10Miguel León-Portilla refers to the “perpetual theatre of the Nahuas, with performances and sacrifices throughout the years which coincided with different religious festivals” [Pre-Columbian Literatures of Mexico, trans Grace Lobanov and the author, Norman: Univ. of Oklahoma Press, 1969, pg. 65.] Patrick Johannson writes of Mesoamerica as a “giant scenario in which the plots of a magic world were threaded and unraveled” (Patrick Johansson (ed). Teatro Mexicano, Vol 1: Festejos, ritos y propiciatorios y rituals prehispánicos, CONACULTA: 1992, pg. 13). María Sten writes that “The life of the natives before the conquest was in a way nothing other than a perpetual theatre of fiestas in honor of the gods that took place throughout the year” (Vida y muerte del teatro Náhuatl. Xalapa: Editorial Universidad Veracruzana, 1982, pg. 15).
11The Popol Vuh, the sacred book of the Maya Quiché, refers to dances as entertainment: “If only they’d come make a show for us we’d wonder at them and marvel,” the Xibalba said, referring to the two sacred “boys” --Hunahpu and Xbalanque. “Please entertain us… What do you want us to give you in payment […] So then they began their songs and dances, and then all the Xibalbans arrived, the spectators crowed the floor, and they danced everything: they danced the Weasel, they danced the Poorwill, they danced the Armadillo” (151-2).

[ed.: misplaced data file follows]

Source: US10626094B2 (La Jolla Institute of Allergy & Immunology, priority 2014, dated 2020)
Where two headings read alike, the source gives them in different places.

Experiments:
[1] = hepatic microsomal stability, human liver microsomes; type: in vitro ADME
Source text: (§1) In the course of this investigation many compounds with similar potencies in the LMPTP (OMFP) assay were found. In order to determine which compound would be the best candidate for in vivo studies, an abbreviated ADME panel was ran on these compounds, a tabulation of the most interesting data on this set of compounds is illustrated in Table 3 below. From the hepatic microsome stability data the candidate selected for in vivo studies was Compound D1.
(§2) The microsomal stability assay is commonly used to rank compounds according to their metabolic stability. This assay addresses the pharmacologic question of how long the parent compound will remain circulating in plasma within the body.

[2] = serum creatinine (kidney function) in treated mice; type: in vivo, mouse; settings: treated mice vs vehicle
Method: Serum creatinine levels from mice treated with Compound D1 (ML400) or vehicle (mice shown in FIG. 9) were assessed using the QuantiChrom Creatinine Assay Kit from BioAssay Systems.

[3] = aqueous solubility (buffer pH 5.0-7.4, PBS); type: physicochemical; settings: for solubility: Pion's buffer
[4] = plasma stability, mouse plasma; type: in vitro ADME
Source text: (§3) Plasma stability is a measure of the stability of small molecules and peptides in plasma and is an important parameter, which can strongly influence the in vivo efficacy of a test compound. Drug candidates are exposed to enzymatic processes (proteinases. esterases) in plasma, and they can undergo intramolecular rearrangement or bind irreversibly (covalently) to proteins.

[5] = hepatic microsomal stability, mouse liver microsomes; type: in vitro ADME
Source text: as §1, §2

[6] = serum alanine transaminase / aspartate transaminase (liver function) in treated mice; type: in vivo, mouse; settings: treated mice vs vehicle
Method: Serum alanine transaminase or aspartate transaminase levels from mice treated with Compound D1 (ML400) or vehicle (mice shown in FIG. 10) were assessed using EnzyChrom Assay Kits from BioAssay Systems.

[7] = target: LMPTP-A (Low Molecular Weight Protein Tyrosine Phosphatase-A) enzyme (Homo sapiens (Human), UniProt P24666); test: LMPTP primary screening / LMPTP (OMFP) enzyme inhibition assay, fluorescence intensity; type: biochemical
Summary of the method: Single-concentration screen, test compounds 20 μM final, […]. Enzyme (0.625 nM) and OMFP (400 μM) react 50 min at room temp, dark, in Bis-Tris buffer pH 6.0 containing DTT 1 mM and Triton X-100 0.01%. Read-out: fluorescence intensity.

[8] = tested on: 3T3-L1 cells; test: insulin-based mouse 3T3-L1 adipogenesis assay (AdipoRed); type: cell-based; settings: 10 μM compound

12Patrick Johansson (ed). Teatro Mexicano, Vol 1: Festejos, ritos y propiciatorios y rituals prehispánicos, (CONACULTA, 1992), 26. Durán claims to have personally seen “a gigantic Indian who appeared in a procession of the feast of Corpus Cristi” who was, in fact, a man on stilts (History, pf. 9). See too Angel Maria Garibay, 1987, 333, María Sten, Mendieta, Historia. Tomoeda, Millones, and Kato, Dioses y demonios del Cuzco (Lima: Fondo Editorial del Congreso del Perú, 2001).